Last Updated on January 22, 2023
The Dragon Disciple is one of the most iconic class concepts hearkening back to Dungeons and Dragons 3e. In this post we will discuss what it was and how it has been brought into 5e.
What Is the Dragon Disciple Prestige Class?
The Dragon Disciple was a prestige class in 3rd edition that increased your character’s physical and spellcasting abilities with dragon-flavored improvements over the course of 10 levels that ended with your character becoming a half-dragon.
Dragon Disciples were just that – non-dragons so devoted to the personality and power of what it meant to be a dragon that they would in time magically and permanently transform themselves into a half-dragon.
They accomplished this transformation by growing in three areas:
1. Physical Ability
The dragon disciple became physically stronger, gaining bonuses to their Strength, Constitution, and Intelligence.
The dragon disciple also gained a natural armor bonus, claws, a bite attack, and wings.
Let’s face it. Dragons are just stronger, tougher, and smarter than most other creatures around. And they can fly. Think: furnace with wings!
In Dungeons and Dragons 3e, the dragon was a spellcaster. They gained sorcerer spellcasting levels in relation to their age and challenge rating.
Scrapping that rule in 5e was controversial enough that there is an official variant rule in the Monster Manual that informs Dungeon Masters how to include dragons as spellcasters if they preferred.
For the Dragon Disciple prestige class in 3e, it was important to address this, and so a character had to be able to cast arcane spells in order to even take levels in the class.
As the character gained levels in dragon disciple, they gained bonus spell slots.
3. Breath Weapon
This is simple enough to understand. Dragon, breath weapon; breath weapon, dragon. The dragon disciple got a rather powerful one that improved as they gained levels.
On the battle map, the dragon disciple was a rarity: a melee capable spell caster. Typically, a dragon disciple was a multiclass monk (sometimes Barbarian).
This allowed it to take full advantage of all its bonuses, and, as we all know, spell casting dragon kung fu is simply awesome.
As any dragon disciple concept moves into 5e, it will have to address these four things.
Official 5e Almost Does It
The Way of the Ascendant Dragon monk subclass as put out in Fizban’s Treasury of Dragons almost recreates the dragon disciple, even going so far as to name the subclass’s 3rd-level ability Draconic Disciple.
Clearly, this was Wizards of the Coast’s goal. And yes, the subclass is amazing!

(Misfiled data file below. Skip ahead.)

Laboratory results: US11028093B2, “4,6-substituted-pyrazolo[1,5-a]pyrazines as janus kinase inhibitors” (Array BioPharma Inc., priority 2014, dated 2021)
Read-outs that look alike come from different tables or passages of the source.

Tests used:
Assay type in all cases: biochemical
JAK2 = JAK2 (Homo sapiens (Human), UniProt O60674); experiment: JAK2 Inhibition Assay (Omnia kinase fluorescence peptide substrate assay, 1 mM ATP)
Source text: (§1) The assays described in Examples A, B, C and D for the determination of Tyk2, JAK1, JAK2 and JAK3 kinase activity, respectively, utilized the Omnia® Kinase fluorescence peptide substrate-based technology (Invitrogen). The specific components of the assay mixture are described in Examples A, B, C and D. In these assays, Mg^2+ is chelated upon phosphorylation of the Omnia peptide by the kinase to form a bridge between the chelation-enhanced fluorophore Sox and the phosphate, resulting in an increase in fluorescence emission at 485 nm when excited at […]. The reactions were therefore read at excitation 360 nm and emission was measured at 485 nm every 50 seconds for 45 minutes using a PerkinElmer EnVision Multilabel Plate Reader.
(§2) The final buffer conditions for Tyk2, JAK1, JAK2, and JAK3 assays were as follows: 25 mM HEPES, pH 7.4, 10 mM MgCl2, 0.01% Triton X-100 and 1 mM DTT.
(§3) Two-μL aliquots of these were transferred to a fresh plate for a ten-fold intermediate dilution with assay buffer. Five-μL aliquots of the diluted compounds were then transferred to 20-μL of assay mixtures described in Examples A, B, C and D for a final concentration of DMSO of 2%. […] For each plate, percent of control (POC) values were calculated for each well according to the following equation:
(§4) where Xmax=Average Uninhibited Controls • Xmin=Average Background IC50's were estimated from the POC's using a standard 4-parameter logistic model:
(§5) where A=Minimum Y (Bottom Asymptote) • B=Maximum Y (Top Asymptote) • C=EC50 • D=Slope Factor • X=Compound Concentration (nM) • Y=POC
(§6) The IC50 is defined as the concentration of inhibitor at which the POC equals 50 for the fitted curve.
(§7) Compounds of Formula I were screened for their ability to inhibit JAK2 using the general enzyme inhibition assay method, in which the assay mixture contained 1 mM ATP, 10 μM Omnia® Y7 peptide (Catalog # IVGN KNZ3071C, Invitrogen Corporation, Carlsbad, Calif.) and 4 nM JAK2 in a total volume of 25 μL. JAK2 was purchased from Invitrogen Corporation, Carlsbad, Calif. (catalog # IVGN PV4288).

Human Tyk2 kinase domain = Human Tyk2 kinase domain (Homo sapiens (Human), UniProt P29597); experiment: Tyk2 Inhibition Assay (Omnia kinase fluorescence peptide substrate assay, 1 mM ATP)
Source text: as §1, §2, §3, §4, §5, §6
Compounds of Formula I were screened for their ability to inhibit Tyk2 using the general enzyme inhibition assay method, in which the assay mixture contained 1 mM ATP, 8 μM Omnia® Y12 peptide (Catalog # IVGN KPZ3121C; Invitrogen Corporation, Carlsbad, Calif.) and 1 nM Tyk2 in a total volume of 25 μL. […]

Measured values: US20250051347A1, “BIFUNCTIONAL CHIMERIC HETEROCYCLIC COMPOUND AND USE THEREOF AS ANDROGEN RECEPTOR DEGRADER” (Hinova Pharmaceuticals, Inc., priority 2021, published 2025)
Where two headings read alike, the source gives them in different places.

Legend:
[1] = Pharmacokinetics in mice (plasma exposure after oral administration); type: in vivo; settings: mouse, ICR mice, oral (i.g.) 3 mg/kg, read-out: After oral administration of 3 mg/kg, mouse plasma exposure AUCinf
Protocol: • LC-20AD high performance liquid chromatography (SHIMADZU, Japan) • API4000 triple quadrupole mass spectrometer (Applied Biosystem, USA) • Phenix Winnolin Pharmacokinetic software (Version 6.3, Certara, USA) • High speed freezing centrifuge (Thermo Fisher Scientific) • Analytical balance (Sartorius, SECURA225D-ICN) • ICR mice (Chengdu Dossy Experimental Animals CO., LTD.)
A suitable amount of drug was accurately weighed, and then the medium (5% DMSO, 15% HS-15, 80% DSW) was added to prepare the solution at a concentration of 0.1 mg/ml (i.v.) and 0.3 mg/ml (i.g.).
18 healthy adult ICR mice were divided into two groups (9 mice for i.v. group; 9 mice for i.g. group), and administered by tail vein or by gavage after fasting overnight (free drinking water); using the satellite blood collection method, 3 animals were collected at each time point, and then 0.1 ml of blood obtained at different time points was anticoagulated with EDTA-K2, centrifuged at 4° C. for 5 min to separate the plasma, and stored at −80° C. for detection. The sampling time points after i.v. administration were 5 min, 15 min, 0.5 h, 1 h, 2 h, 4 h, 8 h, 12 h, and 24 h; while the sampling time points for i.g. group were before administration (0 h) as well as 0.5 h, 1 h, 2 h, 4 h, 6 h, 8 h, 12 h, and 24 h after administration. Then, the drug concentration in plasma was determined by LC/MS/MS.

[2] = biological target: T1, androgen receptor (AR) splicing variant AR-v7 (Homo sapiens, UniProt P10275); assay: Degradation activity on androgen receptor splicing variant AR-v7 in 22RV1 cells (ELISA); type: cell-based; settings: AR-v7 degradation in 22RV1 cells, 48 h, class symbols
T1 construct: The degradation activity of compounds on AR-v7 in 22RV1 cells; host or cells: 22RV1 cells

You get total freedom to do energy damage with your unarmed strikes so you never have to worry about damage resistance, you gain a flying speed when you use your step of the wind feature, and you even gain a breath weapon.
You do not gain any bonus spell casting, however, nor do you gain any one-off spells.
While your ki abilities do enhance in a semi-magical way, you just simply can’t cast spells without multiclassing. While this does jive with 5e’s stance on dragons casting spells, it still falls short of the original dragon disciple class.
There is no progressive transformation ending in a permanent state of draconic awesomeness.
Similarly, The Draconic Origin sorcerer subclass almost does it as well.
You gain the spells and a bit of the physical transformation via wings and natural armor, but you are still a wimpy d6 Hit Die spellcaster with no breath weapon outside of whatever spells you have.
Three Homebrew Options
To remedy this feeling of dragon disciple emptiness in our blackened little hearts here at the citadel, one of our players whipped up a couple of homebrew subclasses for your use and enjoyment.
They are housed at DnDBeyond, but feel free to print these out if you run on paper.
Dragons are legendary creatures with raw innate magical prowess and physical might. To understand power, they must simply understand themselves.
You can relate. You gain basic, yet powerful spellcasting and develop an aura that pushes your ki past your limits. Finally, you can simply transform into a dragon of you choosing.
You gain spells and spell slots as a half-caster (identical to an Arcane Trickster or Eldritch Knight). Your modifier for your spells is Wisdom, and your spell list is the sorcerer spell list.
You do not need an arcane focus or material components as your spells are a part of your martial arts practice.
You may do slashing or piercing damage with your unarmed strike. Additionally, whenever you cast a cantrip, you may make an unarmed strike as a bonus action.
Choose one feat from this list (if you have access to it on DnD beyond) and gain the benefits even if you do not meet the prerequisites:
- Elemental Affinity
- Gift of the Metallic Dragon
- Gift of the Chromatic Dragon
- Gift of the Gem Dragon
- Dragon Hide
- Dragon Fear
In addition, you gain a breath weapon. When you gain this ability, choose one elemental energy type (Fire, Thunder, Cold, Lightning, Acid, Poison) and choose either a 15-foot cone or a 30-foot by 5-foot line.
Once you make these choices, they cannot be changed. The damage of your breath weapon is equal to your unarmed strike damage. As an action you may make a breath weapon using the specifics you chose.
Targets must make a Dexterity save against your Spell Save DC, taking half damage on a success.
After you use this action, you may make an unarmed strike as a bonus action. This ability counts as a spell.